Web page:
HomeBase MetalsDeputy Minister Derek Hanekom says no plans to nationalise mines

Deputy Minister Derek Hanekom says no plans to nationalise mines

Derek Hanekom,
Deputy Minister of
Science and Technology
3 November 2009 – Deputy Minister of Science and Technology Derek Hanekom says it is not ANC or government policy to nationalise mines.  The minister was speaking at the MINE-Tech International 2009 conference and exhibition in Johannesburg on Tuesday where he was the keynote speaker. 

While the global mining industry has not been immune to the worldwide recession, the sector is already in an upswing and many mining houses are looking are looking at recent advances in technology to help them address the myriad challenges they face. MINE-Tech International 2009 assembles the foremost researchers, major and junior mining houses, and solution providers to the mining community, and showcases the latest technological advances and key global trends now available to the industry.

Expert speakers
During his keynote address on “The role of technology, innovation and human resource development in the mining sector”,  the Deputy Minister of Science and Technology Derek Hanekom said imaginative and innovative, more and better technology, was key to the long-term profitability and sustainability of the sector.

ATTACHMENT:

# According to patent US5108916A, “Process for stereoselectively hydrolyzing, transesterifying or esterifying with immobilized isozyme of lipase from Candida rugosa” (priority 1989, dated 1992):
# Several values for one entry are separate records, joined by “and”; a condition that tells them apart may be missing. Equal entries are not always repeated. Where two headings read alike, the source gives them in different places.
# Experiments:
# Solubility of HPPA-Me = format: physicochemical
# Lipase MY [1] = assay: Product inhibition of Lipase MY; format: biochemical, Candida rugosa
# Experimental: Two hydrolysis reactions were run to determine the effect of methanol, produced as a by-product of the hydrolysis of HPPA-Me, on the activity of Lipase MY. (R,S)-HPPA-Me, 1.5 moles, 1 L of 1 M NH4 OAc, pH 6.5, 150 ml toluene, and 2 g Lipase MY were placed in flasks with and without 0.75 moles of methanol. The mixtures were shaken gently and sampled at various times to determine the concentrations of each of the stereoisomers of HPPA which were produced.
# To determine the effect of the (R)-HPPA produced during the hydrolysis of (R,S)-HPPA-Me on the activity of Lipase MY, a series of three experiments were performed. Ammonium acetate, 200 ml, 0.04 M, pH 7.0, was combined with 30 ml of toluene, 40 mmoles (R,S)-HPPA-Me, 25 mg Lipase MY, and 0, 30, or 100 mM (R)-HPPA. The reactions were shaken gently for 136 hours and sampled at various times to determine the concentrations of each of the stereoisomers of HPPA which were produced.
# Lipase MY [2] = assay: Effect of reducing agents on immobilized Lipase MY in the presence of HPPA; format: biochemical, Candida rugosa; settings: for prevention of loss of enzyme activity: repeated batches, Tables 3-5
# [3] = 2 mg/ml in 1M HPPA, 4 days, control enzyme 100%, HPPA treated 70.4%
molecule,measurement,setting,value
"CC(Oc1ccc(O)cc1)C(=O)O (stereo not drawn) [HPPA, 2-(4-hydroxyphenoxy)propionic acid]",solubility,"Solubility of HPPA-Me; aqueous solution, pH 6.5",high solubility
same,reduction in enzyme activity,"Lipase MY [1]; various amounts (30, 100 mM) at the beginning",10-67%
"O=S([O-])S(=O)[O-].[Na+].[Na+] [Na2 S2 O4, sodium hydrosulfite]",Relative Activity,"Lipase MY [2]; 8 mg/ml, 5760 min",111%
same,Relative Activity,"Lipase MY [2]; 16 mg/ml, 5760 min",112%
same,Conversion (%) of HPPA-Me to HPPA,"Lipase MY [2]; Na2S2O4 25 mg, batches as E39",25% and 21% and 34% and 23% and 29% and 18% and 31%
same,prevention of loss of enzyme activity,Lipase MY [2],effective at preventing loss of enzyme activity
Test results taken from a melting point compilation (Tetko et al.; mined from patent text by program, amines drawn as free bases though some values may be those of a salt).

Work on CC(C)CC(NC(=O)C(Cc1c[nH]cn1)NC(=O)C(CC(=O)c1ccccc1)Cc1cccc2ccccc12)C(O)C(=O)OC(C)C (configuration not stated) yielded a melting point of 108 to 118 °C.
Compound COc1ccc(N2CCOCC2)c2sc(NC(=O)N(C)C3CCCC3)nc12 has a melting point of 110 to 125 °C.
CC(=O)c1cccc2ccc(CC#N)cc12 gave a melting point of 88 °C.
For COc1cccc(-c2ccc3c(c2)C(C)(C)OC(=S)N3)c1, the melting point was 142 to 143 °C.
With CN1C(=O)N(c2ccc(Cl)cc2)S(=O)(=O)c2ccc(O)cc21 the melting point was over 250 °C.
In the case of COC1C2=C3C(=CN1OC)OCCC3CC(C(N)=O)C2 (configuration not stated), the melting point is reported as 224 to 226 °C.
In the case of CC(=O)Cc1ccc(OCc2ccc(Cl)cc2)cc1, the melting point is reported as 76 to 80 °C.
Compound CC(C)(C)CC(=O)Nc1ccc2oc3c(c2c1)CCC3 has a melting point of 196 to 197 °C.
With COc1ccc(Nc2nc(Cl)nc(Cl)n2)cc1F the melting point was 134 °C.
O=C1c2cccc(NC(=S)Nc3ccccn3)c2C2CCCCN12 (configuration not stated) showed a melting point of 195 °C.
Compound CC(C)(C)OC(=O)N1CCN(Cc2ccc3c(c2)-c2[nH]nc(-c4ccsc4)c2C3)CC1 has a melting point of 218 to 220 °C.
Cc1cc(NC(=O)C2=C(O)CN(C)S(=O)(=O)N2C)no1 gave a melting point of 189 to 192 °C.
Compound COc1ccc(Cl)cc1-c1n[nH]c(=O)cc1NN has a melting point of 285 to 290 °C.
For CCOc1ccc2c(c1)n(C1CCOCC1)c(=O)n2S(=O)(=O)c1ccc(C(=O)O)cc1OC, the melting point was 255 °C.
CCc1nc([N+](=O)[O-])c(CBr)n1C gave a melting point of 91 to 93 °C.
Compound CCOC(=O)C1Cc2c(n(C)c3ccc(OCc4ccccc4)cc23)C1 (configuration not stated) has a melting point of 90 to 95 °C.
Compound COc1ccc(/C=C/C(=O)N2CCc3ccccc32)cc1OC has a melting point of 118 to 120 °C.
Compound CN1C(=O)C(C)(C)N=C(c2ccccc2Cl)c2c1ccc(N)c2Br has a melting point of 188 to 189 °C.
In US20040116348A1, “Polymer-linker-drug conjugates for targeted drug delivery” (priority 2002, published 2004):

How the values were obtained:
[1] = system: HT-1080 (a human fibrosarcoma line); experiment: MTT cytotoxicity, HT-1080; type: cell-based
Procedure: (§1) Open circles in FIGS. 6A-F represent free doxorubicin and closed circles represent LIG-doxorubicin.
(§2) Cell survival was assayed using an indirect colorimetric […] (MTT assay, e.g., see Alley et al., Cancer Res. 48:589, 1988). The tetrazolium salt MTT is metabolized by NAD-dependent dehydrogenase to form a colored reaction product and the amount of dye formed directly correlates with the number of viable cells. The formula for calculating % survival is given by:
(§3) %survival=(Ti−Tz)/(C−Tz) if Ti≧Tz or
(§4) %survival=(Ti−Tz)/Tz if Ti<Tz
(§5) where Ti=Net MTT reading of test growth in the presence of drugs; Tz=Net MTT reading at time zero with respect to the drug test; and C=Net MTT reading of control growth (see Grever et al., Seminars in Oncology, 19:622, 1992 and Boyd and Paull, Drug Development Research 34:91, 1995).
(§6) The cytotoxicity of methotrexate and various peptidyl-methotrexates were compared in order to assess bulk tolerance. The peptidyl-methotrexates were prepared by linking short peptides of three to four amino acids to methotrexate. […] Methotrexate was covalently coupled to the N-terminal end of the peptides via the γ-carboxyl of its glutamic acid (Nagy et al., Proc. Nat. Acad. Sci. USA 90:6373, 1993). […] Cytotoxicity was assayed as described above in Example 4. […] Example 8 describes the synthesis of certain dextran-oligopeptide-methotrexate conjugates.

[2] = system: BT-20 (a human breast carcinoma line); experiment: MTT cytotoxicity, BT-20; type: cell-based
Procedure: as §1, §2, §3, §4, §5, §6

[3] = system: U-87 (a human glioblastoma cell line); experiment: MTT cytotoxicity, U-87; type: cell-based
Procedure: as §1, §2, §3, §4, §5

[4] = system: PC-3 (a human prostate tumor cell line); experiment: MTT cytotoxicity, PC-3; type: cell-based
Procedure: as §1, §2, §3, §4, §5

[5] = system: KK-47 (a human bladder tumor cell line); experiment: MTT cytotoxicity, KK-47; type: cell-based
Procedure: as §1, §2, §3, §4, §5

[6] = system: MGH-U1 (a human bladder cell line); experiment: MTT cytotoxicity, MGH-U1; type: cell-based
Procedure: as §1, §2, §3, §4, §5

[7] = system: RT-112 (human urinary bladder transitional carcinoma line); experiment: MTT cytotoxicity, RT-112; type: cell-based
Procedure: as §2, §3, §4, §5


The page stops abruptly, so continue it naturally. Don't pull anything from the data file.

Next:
“To a very large extent, the mining sector has driven the technological development of South Africa over the last century, with advances achieved mostly through government and industry-supported research programmes. Regrettably, most of these research facilities have closed over the past 30 years, as have many similar research facilities around the world. As a result, the current South African expenditure on research and development in the mining sector is minimal. In 2006/07 figures the proportion of GDP spent on primary mining and minerals processing research was 0,06%. In the same year, Australia’s expenditure on mining research and development was 0,32% of GDP”, according to the Deputy Minister.

Says Mr Hanekom:  “that is particularly important since we are now confronted by a situation in which the expansion and consolidation of high-level engineering and scientific competence within the mining terrain is urgently required. Closing the doors of research laboratories has aggravated the problem, placing a number of young scientists in a vulnerable position. The Department of Science and Technology’s Ten Year Innovation Plan sees the increase of human capital as a key action and driver in our planned transition from a resource-based economy to a knowledge based economy. We cannot afford for our best players to be off the pitch.”

To access the minister’s speech, click here.